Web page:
David Levy:  All right, my father was the last child born to my grandmother, and … the stories in the family stated [that] my grandmother was in her fifties at that time, and this was in Bialystok, Russia.  All his brothers and sisters had either left for the United States or England.  He was apprenticed, then, to a tailor, and, when he finished his apprenticeship, his mother brought him here, to the United States, and she found she had a … daughter here, in Philadelphia, and she left my father with her.  … He didn't know this woman, even though it was his sister, and, when he heard that they were hiring tailors in Albany, New York, … this teenager just took off and went up to Albany, New York, and, somewhere up there, he hired a tutor to teach him English and math, and God bless that tutor.  He made a Shakespeare buff out of my father, and, in those years, there was a traveling troupe of Shakespeare players called (Soddard and Marlowe?), and they used to come to Newark, [city] by city, about once every two years, and my father always bought tickets for the family, down front, and the first play I saw was Twelfth Night, and I always remember the opening lines, because that was the first play I got in high school, you know, "If music be the food of love, play on," and, … as I say, I grew up in this.  … My father was a confirmed patriot.  He called this land, this country, "a golden land," in Yiddish, a golda medina, and that's what he believed, … not because you could get wealthy here, but, because, in this wonderful country, Jewish children could go to public school, and, if you didn't send them to public school, you could go to jail.  To my father, this was wonderful, and, … as I say, I grew up in Newark, and, in those days, there were four high schools in Newark.  There were two academic high schools, Southside and Barringer, and then, there was Eastside, and I forget, now, [the other school].  I went to Southside High School.  … Now, I know what a wonderful education I got there; I've subsequently learned.  For instance, I had two Latin teachers; Dean Parsons was Harvard, Hartman was Yale.  They had one mathematics teacher, Dr. White, was Princeton and, as I remember, one of the teachers who taught me Shakespeare was Smith [College], a woman.  … I've subsequently learned that, at that time, Newark had the highest pay scale in the East, therefore, [they] attracted some of the best teachers.  … I was admitted to the bar in New Jersey, oh, I don't even know how long ago, and it was [in] the depths of the Depression, of course.  We were struggling, and my wife worked in the Newark Museum, and she had originally come, … from high school, to the Newark Library, and, in those days, the library and the Newark Museum were both under the same woman, Beatrice Windsor.  You [Sandra Holyoak] know this, you're shaking your head, and Miss Windsor discovered my wife had quite interesting artistic talents, and she sent her, they paid for it, too, to the New School for Social Research.  When she finished, … they had made a printer out of her, but, … doing handset printing.  When she got back, she was sent to the Newark Museum, and, there, she designed and printed all their posters, … but, with her consent, I joined the Army.  She already had three brothers in service, a very brave lady, and I went off to the war.  … First, I went through infantry basic and infantry advanced training.  Then, I went before the board of officers and was approved [for OCS].  Well, let me go back a little bit.  When you signed up for this program, they asked you to list three arm services, but, they told you, quietly, that the first arm [service] had better be infantry.  I learned, later, when I became an infantry officer, the reason for that was, the highest casualty rate in the US Army is for captains and lieutenants, infantry, the reason being, US military doctrine calls for captains [and] lieutenants to lead, not to go [behind your men], … so that you're always in front.  I was exceedingly lucky, having fought in France, Germany and Austria and come out without a scratch, sheer good luck.  … [Anyway], I was approved by the board, was sent to Fort Benning, Georgia, the Infantry School, and emerged a spanking new second lieutenant, and my first post was Fort McClellan, Alabama.  … The minute I was an officer, my wife resigned the job at the Newark Museum and became a "camp follower," and, let me tell you, that took a lot of guts, for a woman who grew up in Newark, and the furthest she ever went was … from Newark to New York, you went by the tubes, the Hudson tubes, or, summers, she would go [to] Upstate New York for a vacation, you know, … but, she followed the Bible, "Whither thou goest, I shall go.  Whither thou stayest, I shall stay.  Thy people shall be … my people."  … At Fort McClellan, Alabama, that was a post where they trained infantry replacements.  Then, my orders came through to go, as cadre, to Camp Gruber, Oklahoma, where they were reconstituting the famous 42nd Infantry Division, that is, of World War I fame, and I was able to get a sleeper from … where we were and traveled as far as Kansas City, but, … nothing beyond that.  We took off, and, on the way up, my wife informed me [that] she was pregnant, and this is what she wanted, she'd really, desperately like one … [child], and we stood from Kansas City to Camp Gruber, Oklahoma.  There was no way to sit down in those days, and, when I arrived at Gruber, I was immediately assigned to Company D of the 232nd Infantry, and Company D, I don't know if you know, it was a heavy weapons company.  You're shaking your head, so, you know?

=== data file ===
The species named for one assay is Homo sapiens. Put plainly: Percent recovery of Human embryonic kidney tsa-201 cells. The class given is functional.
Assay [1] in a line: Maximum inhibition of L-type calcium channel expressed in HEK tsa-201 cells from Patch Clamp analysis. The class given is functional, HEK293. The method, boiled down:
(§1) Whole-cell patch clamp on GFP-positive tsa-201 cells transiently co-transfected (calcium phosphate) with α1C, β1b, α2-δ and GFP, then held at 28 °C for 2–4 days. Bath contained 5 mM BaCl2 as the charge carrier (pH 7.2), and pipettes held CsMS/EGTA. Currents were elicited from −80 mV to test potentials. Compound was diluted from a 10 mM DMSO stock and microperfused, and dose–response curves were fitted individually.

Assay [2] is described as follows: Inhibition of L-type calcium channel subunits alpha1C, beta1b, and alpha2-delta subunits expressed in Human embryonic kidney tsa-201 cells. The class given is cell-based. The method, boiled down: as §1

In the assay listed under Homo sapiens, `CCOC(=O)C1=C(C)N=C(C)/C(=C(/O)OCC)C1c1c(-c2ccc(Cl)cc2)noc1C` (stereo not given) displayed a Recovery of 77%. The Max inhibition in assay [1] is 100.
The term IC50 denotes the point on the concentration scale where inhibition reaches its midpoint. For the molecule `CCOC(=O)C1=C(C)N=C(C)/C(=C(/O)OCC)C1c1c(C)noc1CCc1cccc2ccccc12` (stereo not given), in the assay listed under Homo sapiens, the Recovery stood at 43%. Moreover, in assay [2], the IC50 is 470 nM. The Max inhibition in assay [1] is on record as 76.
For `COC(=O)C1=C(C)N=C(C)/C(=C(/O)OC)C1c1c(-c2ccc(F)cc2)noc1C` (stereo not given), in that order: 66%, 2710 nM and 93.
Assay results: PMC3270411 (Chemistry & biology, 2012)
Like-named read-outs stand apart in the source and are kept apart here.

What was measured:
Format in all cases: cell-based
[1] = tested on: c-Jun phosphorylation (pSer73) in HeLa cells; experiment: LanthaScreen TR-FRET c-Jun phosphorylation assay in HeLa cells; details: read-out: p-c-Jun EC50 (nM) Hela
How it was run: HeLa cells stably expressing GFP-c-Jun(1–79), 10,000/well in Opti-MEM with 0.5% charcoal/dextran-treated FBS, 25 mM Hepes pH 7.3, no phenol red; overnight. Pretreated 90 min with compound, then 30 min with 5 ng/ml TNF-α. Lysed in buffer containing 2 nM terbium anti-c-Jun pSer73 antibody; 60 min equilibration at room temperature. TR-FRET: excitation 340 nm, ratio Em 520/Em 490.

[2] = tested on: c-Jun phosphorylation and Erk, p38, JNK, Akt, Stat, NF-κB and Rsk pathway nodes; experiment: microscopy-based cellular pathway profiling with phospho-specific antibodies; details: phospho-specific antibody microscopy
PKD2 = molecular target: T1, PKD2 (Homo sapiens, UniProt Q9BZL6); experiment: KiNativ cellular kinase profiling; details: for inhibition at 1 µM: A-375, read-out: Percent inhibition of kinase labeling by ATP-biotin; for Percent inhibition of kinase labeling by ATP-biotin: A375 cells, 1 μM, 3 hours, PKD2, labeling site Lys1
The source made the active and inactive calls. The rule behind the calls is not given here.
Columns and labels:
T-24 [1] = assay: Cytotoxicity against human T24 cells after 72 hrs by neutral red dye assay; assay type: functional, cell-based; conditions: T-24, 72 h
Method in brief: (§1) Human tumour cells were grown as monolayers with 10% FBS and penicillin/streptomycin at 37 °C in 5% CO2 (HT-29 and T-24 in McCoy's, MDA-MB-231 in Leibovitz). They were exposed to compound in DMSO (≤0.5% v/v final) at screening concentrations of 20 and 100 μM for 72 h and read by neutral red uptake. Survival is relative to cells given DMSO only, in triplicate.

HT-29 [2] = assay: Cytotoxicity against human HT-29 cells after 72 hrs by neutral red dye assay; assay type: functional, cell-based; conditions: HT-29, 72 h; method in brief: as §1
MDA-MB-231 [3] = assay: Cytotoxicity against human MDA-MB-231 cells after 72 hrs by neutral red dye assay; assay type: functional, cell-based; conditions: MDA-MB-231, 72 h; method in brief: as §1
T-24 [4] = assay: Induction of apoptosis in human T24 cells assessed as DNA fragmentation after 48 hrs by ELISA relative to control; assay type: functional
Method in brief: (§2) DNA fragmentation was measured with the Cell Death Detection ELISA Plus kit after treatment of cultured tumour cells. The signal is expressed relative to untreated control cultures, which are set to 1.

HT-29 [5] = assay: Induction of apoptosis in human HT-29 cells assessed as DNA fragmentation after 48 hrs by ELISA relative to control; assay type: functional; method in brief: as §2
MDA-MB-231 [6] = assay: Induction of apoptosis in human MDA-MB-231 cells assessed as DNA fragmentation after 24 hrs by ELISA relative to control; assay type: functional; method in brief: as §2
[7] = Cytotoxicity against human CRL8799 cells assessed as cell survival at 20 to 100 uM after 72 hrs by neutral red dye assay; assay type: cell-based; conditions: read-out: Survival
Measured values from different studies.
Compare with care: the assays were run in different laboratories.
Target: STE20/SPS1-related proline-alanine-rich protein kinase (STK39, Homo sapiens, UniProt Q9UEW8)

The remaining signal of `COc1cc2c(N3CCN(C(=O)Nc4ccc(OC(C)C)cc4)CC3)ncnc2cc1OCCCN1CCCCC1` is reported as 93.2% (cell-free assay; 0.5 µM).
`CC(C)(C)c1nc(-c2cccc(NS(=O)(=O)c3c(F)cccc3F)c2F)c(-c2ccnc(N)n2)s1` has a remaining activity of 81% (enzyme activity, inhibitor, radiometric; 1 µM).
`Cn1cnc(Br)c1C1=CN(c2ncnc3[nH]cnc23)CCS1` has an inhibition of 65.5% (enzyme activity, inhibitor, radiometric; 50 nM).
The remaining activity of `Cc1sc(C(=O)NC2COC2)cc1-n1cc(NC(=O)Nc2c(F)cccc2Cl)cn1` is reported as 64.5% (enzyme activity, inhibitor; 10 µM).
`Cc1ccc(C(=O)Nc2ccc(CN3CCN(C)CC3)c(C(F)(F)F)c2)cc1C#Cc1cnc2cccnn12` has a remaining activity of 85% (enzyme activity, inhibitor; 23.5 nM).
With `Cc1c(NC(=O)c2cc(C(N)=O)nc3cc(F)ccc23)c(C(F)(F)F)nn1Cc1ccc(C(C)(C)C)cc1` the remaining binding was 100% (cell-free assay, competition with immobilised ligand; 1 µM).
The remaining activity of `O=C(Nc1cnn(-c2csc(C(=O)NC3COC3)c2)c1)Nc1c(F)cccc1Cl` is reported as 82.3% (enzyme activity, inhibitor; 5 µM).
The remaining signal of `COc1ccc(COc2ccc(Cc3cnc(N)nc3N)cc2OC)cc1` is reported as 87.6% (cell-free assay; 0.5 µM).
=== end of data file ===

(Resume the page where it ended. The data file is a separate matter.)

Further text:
SI:  Yes.